It has always appeared that Sunak as chancellor – unlike some of his then colleagues – wanted to avoid a trade showdown with the EU. It is far less clear that he has the political strategy or clout within his party to sell any compromise.

The Northern Ireland Protocol Bill is not the only inheritance from the Johnson/Truss administrations. The Retained EU Law (Revocation and Reform) Bill was the David Frost/Jacob Rees-Mogg answer to persuading their fellow secretaries of state to bother with revising the swathe of secondary legislation transferred into UK law through the 2018 Withdrawal Act. 

The bill has come in for a lot of criticism, focussing mainly on the idea that all ex-EU law would be caught by its “sunsets” at the end of 2023. This created uncertainty. It risked creating bad law in a hurry with a lack of parliamentary scrutiny, wasting civil service and ministerial time and resource and a massive ministerial power grab. The devolved governments hate it as well. It risks complicating any solution to the Northern Ireland Protocol – and potentially retaliation from the EU if they think the UK is dropping standards.

But it is moving on. All the indications would suggest Sunak should make yet another U-turn on this (he doubled down on it in the leadership contest), not least because the government recently found an extra 1,400 EU laws down the back of the sofa – increasing the workload of this already mammoth undertaking by over a third. His business secretary has just announced yet another delay in a burdensome bit of divergence – the introduction of the UKCA mark to replace the EU’s CE in order to cut costs for business and remove potential disruption. But that would again mean taking on those in the party who rowed in behind Liz Truss and may blame him, not her, for her rapid downfall.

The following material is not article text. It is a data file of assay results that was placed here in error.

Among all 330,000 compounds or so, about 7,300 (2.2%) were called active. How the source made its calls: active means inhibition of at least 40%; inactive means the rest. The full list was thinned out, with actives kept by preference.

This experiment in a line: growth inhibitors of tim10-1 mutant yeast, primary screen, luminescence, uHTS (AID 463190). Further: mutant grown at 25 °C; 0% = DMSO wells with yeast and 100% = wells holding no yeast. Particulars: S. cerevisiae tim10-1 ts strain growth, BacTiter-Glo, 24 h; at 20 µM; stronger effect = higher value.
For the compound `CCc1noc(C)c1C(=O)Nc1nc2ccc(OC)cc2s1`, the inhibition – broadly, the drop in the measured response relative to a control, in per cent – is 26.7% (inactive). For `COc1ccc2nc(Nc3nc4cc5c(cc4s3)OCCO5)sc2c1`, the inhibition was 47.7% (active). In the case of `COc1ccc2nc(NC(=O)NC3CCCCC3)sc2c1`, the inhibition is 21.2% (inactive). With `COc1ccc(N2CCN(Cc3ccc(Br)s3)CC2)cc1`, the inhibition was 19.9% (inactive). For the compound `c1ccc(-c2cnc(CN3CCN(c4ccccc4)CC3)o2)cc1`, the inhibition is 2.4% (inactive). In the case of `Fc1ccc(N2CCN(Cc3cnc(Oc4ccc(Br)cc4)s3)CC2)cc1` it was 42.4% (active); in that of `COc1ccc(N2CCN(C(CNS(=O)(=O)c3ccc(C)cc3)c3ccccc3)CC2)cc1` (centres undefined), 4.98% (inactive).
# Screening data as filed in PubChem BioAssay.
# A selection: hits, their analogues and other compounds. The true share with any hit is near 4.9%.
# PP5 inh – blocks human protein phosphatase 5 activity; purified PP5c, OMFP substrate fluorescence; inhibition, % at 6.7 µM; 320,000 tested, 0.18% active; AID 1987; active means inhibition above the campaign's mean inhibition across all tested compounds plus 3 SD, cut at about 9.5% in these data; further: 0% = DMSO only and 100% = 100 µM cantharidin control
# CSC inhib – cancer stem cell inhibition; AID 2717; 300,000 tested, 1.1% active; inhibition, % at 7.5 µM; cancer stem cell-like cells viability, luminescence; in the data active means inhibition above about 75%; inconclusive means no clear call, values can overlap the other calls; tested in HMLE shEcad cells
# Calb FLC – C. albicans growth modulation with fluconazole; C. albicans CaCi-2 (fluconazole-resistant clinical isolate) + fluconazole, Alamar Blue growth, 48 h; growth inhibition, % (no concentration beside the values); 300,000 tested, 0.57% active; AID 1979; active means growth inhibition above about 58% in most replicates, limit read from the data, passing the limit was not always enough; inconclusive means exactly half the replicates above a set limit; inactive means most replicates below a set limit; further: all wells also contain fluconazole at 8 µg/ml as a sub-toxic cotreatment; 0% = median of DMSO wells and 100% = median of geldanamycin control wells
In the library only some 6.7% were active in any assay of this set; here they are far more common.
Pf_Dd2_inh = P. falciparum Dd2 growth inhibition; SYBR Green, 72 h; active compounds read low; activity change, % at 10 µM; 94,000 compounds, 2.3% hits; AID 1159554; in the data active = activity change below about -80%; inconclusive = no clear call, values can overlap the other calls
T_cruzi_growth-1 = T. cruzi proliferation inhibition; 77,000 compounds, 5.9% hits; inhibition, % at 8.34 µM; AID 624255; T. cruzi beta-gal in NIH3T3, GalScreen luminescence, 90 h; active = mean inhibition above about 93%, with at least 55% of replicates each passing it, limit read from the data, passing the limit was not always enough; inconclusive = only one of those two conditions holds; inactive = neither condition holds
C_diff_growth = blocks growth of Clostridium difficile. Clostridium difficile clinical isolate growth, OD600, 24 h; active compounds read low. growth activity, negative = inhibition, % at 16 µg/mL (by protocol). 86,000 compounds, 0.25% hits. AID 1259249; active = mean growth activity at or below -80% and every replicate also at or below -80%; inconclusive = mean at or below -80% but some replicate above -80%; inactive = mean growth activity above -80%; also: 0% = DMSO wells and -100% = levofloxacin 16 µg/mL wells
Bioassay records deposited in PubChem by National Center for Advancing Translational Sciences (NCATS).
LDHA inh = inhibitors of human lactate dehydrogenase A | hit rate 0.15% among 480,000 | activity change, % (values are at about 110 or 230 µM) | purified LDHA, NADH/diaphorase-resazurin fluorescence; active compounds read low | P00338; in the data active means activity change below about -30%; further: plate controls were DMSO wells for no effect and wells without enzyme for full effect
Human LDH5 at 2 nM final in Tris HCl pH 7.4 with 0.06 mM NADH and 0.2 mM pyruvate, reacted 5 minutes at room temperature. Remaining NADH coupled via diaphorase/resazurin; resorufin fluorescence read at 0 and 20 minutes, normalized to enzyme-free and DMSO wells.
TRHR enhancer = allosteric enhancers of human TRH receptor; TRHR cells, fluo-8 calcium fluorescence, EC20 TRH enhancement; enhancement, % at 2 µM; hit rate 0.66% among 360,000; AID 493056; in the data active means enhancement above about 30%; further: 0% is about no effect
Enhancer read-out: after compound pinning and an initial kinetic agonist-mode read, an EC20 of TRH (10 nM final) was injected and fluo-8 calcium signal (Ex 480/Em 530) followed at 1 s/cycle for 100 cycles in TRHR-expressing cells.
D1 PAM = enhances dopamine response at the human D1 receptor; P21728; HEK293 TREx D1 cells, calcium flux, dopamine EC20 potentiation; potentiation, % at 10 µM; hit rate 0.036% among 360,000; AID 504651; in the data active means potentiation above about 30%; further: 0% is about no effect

There is an argument going on between Brexit supporters about whether the vote was a vote simply to control borders or a was also a vote to reduce the flow of migrants. Post-Brexit the number of migrants coming to the UK is still high – well above David Cameron’s tens of thousands, but it is also different. The new system has liberalised non-EU immigration, but clamped down on low skilled immigration – at a cost to the sectors that had grown to depend on it, as reflected in the comments by Lord Wolfson, who said this was not the Brexit he envisaged.

The row about immigration policy was the trigger for Suella Braverman’s resignation from Liz Truss’s cabinet: she wants a restrictive approach. The “growthers” wanted a policy that would allow the OBR to base its forecasts on an assumption that high numbers would continue. The replacement of Liz Truss and Kwasi Kwarteng by Rishi Sunak and Jeremy Hunt has not made this argument go away. 

All these battles are about defining what Brexit means in practice. The referendum was fought without answering that question. Rishi Sunak now needs to decide whether to face down his party and put the immediate needs of the economy above Brexit purism.